Postgraduate Diploma in Nursing (Paediatrics Theory)

Course J05PA (2013)

Note: This is an archived Handbook entry from 2013.

Year and Campus: 2013 - Parkville
Fees Information: Subject EFTSL, Level, Discipline & Census Date
Level: Graduate/Postgraduate
Duration & Credit Points: 100 credit points taken over 12 months full time. This course is available as full or part time.


Ms Rebecca Thornton


Melbourne School of Health Sciences
The University of Melbourne
Level 1, 200 Berkeley St
Carlton Victoria 3010 AUSTRALIA
T: +61 3 13 MELB
F: +61 3 8344 4188

Course Overview: The Postgraduate Diploma in Nursing is a 100 point 4th year coursework program offering theoretical nursing specialization or a generic award. Achievement of clinical field practice competency requirements is not available in this course and therefore full unrestricted registration with the NBV is not required for completion of the course.

Depending on subject selection, the award is available as a generic qualification or with bracketed theoretical specialization to acknowledge the nursing specialty that is the focus of the student's studies.

The course may be taken full time over 2 semesters or part time over 3 - 4 semesters.

Objectives: Overall the Postgraduate Diploma in Nursing aims to provide the opportunity for nurses to extend their understanding of the relationship between the theory and practice of nursing in a specific area of specialty nursing. Students develop a depth and complexity of knowledge that enhances their specialty practice in a variety of contexts and in a variety of nursing roles. There is an emphasis on academic preparation for leadership in specialty nursing, specialty nursing education and patient education.

Upon completion of the course it is therefore expected that students will have the academic attributes described for the Postgraduate Certificate and Postgraduate Diploma in Nursing Practice, but in acknowledgment of the focus on academic development, clinical competence objectives are replaced with the following objectives that foster leadership in specialty nursing:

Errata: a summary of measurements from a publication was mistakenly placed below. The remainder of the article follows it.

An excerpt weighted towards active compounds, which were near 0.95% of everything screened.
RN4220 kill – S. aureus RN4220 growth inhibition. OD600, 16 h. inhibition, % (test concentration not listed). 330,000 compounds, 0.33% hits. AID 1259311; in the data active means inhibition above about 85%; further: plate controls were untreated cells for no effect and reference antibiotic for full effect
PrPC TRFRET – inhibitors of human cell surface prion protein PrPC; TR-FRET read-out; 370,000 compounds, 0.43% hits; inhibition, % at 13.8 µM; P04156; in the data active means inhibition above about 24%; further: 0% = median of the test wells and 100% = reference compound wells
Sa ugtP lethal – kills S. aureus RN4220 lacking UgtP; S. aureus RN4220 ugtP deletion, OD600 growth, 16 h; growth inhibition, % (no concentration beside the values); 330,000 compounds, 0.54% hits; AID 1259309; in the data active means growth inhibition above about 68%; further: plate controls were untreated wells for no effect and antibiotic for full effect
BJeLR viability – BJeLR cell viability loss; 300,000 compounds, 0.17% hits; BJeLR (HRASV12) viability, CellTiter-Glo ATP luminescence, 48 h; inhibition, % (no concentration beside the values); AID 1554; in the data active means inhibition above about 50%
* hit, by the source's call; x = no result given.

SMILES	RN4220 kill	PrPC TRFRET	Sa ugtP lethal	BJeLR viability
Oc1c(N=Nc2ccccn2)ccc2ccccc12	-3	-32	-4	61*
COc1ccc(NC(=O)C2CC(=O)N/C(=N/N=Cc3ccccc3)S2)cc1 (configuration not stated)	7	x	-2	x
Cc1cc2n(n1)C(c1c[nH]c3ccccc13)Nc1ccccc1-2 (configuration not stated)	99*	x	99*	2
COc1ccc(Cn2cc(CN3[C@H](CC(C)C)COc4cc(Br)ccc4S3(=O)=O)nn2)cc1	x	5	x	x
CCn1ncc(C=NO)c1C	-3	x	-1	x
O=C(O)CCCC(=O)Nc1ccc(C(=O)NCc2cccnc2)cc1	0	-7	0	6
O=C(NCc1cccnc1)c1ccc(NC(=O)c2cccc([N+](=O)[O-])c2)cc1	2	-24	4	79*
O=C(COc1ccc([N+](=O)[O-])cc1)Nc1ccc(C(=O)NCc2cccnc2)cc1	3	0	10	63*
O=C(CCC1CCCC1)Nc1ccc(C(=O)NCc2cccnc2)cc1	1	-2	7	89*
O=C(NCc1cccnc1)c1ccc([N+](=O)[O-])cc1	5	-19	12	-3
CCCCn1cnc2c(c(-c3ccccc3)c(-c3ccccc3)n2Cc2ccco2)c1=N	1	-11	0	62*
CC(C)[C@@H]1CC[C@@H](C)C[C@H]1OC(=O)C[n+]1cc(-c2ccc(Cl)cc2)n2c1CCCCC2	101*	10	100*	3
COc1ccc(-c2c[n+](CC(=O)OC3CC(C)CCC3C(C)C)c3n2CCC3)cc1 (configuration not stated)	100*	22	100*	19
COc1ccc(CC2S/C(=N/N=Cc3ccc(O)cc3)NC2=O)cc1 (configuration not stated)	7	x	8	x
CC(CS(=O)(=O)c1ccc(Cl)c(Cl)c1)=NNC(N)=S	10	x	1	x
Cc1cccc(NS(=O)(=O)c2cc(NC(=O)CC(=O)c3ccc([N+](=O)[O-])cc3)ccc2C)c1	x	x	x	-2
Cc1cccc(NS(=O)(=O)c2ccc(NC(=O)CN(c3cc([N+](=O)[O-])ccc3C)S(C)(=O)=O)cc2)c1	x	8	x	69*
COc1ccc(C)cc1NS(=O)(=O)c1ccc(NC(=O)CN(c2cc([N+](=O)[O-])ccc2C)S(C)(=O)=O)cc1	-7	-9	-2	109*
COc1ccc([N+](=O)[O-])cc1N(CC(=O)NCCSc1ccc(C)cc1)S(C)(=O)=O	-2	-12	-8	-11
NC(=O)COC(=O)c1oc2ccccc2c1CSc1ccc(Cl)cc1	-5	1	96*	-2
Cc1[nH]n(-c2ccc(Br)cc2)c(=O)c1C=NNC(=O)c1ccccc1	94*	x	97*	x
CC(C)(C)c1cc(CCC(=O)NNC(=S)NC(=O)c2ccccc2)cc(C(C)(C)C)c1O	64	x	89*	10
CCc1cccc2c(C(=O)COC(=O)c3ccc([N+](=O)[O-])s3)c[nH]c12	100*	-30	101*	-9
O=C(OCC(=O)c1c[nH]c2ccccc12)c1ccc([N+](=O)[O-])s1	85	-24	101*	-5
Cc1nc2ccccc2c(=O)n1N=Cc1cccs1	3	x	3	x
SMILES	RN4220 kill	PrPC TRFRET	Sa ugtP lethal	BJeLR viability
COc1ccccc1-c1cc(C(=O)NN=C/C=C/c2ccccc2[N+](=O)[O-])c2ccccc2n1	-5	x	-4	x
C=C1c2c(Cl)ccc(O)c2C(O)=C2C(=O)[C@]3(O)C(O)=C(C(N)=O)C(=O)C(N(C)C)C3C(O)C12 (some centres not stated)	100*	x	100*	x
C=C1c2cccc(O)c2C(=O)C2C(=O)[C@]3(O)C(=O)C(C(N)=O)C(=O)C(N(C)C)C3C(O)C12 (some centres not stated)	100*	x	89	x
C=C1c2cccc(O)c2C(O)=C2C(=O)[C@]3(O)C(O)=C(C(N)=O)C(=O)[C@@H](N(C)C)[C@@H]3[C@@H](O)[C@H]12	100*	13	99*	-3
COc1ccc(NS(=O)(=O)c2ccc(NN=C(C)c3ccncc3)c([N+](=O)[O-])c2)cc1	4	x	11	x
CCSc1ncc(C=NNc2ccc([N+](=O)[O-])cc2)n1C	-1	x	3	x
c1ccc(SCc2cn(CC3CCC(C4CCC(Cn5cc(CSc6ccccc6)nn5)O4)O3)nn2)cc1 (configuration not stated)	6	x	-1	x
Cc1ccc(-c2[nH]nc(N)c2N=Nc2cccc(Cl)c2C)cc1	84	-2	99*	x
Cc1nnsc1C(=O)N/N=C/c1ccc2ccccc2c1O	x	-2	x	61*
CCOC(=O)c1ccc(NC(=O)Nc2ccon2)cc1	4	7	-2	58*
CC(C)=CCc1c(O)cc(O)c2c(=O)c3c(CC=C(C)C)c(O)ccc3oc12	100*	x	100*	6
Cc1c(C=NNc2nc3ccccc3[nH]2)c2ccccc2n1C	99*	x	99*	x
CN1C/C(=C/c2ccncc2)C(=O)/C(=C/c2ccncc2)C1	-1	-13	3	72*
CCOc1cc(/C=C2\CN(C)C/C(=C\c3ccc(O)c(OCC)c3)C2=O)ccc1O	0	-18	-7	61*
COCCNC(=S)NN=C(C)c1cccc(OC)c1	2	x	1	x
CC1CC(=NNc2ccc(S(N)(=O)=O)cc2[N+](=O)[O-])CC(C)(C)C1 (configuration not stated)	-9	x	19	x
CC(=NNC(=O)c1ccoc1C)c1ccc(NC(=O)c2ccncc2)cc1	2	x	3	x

• Proficiency in areas of professional scholarship;
  • an understanding of the professional issues impacting upon specialty nursing and the wider nursing profession;
  • a beginning understanding of the international context and sensitivities of the specialty area;
  • a capacity to engage where appropriate with issues in contemporary society that impact on and are impacted by specialty nursing practice;
  • an appreciation of the ways in which evidence based practice guides specialty practice and how specialty knowledge equips the student to offer leadership in the specialty area;
  • an appreciation of the design, conduct and reporting of research as it relates to the development of evidence based practice;
  • a capacity to transfer knowledge and understanding of specialty nursing in oral and written presentations to a wide range of professional and non-professional audiences;
  • the ability to communicate an understanding of the theoretical basis for practice both verbally and in a written form.
Course Structure & Available Subjects: Mandated Points: 62.5 credit points

50 credit points mandated specialty subjects including 25 credit points of specialty theory subjects;

AND 12.5 credit points comprising EITHER NURS90009 Evidence for Practice; OR an approved alternative 4th year research familiarization subject

Elective Points: 37.5 credit points